Review | Red Dwarf: The Promised Land

Review | Red Dwarf: The Promised Land


Red Dwarf returns to UK screens for a special feature length episode. Smeg Heads rejoice. The Boys from the Dwarf put in a classic performance.

Red Dwarf leapt onto UK screens in 1988. The spoof sci-fi show proved to be a low budget success for the BBC over eleven years and eight series. Despite gaining over 8 million viewers for the opening episode (that figured halved by the finale), the eighth series would be the last to air on the BBC in 1999.

A decade later the show was revived by another British station, Dave. The smaller channel, dedicated to British comedy, created a three-part series called ‘Back to Earth’. A further three six episode series were then produced by the channel. Each episode averaging over a million viewers. But by the final three episodes of Red Dwarf XII in 2017, that figure dropped into the hundreds of thousands. Red Dwarf appeared to have lost it’s appeal and lacked the magic of earlier series.

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With a change of tact it was announced that Dave would forgo the usual six episode format for a thirteenth season of Red Dwarf. The channel instead opted for something fans have been waiting for, for over thirty years. A Red Dwarf film… of sorts.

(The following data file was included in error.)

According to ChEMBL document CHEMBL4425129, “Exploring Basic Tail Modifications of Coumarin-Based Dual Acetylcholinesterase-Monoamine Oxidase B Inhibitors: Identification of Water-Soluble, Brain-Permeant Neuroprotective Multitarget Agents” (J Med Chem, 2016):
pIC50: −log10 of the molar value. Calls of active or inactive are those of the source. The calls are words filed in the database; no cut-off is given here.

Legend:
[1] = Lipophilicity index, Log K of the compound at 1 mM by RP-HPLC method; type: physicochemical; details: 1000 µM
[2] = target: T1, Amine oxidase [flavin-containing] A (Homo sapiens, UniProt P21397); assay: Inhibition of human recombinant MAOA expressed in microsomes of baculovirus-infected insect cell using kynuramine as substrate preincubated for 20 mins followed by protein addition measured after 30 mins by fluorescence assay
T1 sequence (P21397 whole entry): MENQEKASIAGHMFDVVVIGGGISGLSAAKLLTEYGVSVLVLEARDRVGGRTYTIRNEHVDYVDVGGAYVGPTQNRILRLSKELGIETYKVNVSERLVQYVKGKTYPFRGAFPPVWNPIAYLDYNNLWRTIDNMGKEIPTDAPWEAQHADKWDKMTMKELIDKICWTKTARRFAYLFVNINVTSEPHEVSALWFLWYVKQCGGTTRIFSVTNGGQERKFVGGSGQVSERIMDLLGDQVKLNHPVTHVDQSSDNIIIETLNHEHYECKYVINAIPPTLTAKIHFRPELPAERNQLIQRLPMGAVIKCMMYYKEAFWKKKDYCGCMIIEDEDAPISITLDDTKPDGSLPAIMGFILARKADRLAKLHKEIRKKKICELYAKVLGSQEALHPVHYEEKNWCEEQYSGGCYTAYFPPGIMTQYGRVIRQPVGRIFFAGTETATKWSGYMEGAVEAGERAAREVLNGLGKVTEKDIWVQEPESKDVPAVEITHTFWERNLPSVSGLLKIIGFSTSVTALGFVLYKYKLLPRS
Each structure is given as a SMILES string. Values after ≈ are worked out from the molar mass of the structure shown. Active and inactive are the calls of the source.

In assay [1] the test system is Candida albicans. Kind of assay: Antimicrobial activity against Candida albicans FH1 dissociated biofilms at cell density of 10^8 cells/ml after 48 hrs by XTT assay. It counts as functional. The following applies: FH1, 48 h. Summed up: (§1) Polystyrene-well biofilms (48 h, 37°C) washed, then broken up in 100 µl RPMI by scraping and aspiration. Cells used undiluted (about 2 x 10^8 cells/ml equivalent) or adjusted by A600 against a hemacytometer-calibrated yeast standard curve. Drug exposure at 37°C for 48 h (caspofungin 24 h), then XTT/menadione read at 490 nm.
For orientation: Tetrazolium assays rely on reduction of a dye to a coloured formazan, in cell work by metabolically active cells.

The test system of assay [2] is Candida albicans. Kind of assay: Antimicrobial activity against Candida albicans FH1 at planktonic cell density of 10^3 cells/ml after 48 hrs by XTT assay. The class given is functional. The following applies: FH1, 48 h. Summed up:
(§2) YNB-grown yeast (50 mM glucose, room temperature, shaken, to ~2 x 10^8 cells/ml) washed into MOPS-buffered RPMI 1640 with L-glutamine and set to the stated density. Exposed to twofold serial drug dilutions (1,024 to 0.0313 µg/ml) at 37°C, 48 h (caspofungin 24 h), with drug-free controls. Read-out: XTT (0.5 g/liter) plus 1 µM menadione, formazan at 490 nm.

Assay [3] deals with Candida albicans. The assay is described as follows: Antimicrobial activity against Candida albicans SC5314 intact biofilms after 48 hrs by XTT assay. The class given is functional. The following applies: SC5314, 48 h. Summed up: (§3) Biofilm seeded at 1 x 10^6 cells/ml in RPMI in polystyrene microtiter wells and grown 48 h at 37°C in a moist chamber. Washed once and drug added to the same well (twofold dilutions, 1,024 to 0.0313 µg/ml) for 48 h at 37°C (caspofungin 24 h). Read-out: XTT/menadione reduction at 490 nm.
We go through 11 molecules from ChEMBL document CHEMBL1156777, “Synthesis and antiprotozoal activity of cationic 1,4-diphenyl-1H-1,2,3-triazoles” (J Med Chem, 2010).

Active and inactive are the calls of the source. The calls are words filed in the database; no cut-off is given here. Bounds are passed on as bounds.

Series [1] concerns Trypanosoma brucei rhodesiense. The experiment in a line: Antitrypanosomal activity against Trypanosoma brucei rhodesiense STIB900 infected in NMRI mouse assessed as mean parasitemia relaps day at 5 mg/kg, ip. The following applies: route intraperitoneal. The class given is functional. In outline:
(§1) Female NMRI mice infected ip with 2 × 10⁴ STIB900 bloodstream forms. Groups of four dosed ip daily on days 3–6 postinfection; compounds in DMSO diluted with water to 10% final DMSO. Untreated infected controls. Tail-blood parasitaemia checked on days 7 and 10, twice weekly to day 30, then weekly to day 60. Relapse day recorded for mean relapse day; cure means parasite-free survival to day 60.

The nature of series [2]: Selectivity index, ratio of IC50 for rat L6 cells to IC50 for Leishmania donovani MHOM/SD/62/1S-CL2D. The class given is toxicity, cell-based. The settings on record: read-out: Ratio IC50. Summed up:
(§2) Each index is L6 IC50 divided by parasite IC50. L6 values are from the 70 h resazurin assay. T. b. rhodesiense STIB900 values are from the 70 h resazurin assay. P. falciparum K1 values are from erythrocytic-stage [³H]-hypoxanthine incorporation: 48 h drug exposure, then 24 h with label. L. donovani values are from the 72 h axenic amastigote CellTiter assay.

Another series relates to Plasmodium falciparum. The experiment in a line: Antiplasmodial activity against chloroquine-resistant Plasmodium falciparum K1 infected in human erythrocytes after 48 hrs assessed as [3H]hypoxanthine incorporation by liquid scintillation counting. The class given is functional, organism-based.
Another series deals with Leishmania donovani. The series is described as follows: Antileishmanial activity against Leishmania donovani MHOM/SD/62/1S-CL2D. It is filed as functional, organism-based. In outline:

Not exactly the cinematic outing we’d perhaps hoped for. Instead ‘Red Dwarf: The Promised Land‘ is a feature length episode.

Perhaps bolstered by the current lock-down imposed as a measure against the spread of Coronavirus? The show felt like an event. Similar to the anticipation an eleven year old me felt, eagerly waiting a week for the next episode.

What a return to form! ‘The Promised Land’ is a huge dollop of silly fun. Each of our favourite characters is present. Dave Lister, the last human left alive. Rimmer, his holographic superior. Kryten, a sarcastic mechanoid, and The Cat. A life-form evolved from the ship’s cat when the rest of the crew perished. Even Holly, the ships subnormal computer returns, thanks to a found backup floppy disc.

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Pursued by a ruthless band of cats knows as the Ferals, the crew must adapt to fast changing circumstances. Slapstick, toilet humour and idiocy ensues. The boys from the Dwarf are back and in fine form.

Classic Red Dwarf in a feature length format. Plenty of laughs and idiocy. Perfect. 5/5


Will Harrison

About the author | Will Harrison

Founder of The Unheard Nerd. A husband and father of two girls, Will is a fan of Nerdcore Hip-Hop, a comics fiend, a podcast host and champion of independent nerd culture. | Follow will on twitter: @TheUnheardNerd